Evaluation, Evaluative Language is another way to stop the Skeptical Regress, politician health care plan-example 0:17, YAY Duke-example, understanding evaluative language, interpret good as meets the standards 2:39, interpret bad as violates the standards, standards change depending on context 2:50, art, aesthetic standards, stock market pick, meets financial investment standards, health care plan, meets the standard of what is good for country, if we say eating fish is immoral 3:22, we say it violates a standard, a moral standard, a trick to stave of skeptical regress 3:53, when we call something good we leave it up to the context to specify what the standards are, by only alluding to the standards you have made the claim more defensible, by being vague the audience is unsure of where to object, this makes your premise more defensible, easier to stave off skeptical regress, another trick to stave of skeptical regress 4:55, we don't need to agree what standards apply, left turn example, quicker route, efficiency standard, more beautiful scenery, aesthetic standard, people agree that a left turn is good but are thinking in different contexts, get more agreement by just stating premise is good, without limiting it to a named context, people will find reasons to agree in their own context, objections avoided, skeptical regress staved off, different levels of evaluation 5:59, general (abstract) 6:06, good/bad, ought/ought not, should/should not, right/wrong, general evaluations can apply to a wide range of things, Specific (concrete) 6:52, beautiful/ugly 6:57, painting YES, fertilizer NO, stock NO, cruel/brave 7:25, person YES, painting NO, soldier YES, chair NO, comfortable/uncomfortable 7:38, chair YES, soldier NO, specific words only apply to limited ranges of things 7:52, relationship between general and specific words 8:37, specific words are defined in terms of GENERAL words, beautiful = looks GOOD, bargain = GOOD price, is there anything wrong with using evaluative language? 13:43, short answer, NO, long answer, some people think you shouldn't evaluate at all, just describe. 13:50, these people are kidding themselves, you can't live that way, when you evaluate you should think of the standards that apply to the case at hand 14:10, people tend to think of things as good or bad without thinking of what standards apply 14:25, some people use evaluative terms without reason or justification.This is called slanting. 15:06, slanting is typically used when people run out of reasons, sometimes slanters use nasty names, slanting is often an indication that the slanter has reached a weak point in their argument and run out of good ideas. 15:40, you should think about what standards apply/why is the thing good or bad? 14:48, asking each other what standards apply is a good way to discover the root of disagreements and misunderstandings14:55, dangers of evaluative terms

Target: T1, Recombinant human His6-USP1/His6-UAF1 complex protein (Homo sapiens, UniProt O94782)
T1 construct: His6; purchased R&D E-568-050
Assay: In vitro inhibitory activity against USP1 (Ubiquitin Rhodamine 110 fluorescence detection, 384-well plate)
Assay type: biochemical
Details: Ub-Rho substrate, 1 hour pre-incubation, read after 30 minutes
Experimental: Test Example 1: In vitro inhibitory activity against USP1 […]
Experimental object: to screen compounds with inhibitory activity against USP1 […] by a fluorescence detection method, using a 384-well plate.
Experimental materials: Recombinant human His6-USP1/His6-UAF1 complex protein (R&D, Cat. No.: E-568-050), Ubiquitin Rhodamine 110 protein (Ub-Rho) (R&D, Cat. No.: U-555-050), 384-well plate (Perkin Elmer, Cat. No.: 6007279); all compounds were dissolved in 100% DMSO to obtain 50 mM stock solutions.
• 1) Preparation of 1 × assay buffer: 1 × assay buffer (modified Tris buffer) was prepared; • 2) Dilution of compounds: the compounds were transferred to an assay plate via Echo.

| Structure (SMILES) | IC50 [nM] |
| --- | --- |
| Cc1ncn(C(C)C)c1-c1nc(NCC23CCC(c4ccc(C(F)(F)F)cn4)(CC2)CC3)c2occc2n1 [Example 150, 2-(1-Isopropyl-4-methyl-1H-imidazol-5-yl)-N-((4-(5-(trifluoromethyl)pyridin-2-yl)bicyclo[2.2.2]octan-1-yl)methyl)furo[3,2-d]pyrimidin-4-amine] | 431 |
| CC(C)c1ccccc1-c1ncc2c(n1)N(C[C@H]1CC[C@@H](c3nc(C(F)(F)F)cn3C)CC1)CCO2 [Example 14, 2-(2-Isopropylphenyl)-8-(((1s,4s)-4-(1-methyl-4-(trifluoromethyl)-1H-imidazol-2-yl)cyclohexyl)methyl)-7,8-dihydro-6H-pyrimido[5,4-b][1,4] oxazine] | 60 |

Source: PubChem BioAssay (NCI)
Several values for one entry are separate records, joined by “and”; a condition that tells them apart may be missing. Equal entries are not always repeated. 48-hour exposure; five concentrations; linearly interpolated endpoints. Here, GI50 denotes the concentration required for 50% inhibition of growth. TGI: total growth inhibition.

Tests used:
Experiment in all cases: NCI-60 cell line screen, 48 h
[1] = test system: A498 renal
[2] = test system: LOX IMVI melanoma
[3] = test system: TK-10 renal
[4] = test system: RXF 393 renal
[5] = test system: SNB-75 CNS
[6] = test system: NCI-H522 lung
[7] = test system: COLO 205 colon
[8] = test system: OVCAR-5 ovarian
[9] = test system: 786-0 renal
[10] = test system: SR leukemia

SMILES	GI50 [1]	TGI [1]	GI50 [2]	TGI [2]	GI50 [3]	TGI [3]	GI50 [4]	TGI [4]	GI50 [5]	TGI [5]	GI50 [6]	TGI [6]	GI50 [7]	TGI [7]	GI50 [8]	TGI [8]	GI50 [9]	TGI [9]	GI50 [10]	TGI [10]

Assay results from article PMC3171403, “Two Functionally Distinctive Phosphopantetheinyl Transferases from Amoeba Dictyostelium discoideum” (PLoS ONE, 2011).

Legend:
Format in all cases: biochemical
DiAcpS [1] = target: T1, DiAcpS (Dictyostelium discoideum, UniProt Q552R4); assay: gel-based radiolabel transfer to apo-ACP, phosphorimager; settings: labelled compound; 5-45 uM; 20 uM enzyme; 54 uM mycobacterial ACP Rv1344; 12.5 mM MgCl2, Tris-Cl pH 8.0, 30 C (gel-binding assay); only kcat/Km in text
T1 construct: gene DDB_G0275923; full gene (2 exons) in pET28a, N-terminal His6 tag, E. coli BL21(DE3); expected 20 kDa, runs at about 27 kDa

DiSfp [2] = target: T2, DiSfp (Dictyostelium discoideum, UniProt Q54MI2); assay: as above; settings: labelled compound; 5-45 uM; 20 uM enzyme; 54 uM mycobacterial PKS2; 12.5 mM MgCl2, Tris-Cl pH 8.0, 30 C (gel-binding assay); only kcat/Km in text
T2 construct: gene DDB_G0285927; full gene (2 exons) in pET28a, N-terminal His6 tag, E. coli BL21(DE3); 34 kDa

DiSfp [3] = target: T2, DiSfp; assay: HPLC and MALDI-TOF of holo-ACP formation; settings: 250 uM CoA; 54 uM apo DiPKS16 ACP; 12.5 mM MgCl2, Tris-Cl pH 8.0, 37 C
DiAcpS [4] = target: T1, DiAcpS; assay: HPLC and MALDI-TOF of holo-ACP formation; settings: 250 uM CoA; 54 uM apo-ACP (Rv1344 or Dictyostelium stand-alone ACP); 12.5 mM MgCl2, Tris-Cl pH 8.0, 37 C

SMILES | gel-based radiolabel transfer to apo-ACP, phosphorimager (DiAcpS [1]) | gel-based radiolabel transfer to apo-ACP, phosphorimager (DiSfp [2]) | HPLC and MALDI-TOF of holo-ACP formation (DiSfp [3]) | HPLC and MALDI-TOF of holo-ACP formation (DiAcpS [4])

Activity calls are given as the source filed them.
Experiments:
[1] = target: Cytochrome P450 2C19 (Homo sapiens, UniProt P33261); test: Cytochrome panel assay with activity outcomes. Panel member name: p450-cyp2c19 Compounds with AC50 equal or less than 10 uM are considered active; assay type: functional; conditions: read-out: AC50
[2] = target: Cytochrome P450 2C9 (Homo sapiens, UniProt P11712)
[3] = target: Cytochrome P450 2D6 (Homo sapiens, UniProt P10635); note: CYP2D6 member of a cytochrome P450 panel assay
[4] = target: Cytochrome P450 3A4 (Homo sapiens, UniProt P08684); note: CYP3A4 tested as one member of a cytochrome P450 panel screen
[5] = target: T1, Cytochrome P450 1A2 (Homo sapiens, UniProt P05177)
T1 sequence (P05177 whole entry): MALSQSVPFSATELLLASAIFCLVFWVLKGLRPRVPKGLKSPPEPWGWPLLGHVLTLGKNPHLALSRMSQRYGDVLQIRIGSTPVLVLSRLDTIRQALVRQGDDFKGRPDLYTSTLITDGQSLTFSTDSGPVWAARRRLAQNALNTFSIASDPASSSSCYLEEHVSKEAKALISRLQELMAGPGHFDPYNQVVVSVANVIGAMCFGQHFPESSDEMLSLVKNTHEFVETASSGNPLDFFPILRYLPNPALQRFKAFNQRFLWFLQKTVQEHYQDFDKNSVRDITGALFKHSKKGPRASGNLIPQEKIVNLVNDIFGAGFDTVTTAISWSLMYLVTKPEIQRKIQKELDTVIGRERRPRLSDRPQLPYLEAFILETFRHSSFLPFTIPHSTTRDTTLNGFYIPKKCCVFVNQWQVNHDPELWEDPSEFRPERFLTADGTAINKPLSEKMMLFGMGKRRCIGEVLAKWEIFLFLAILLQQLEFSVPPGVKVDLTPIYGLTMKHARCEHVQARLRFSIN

Lecture 2-8

Close analysis 00:37, Example by Robert Redford 02:26

Lecture 2-9

Lecture 2-10

week 3

Lecture 3-5

Lecture 3-6

Lecture 3-7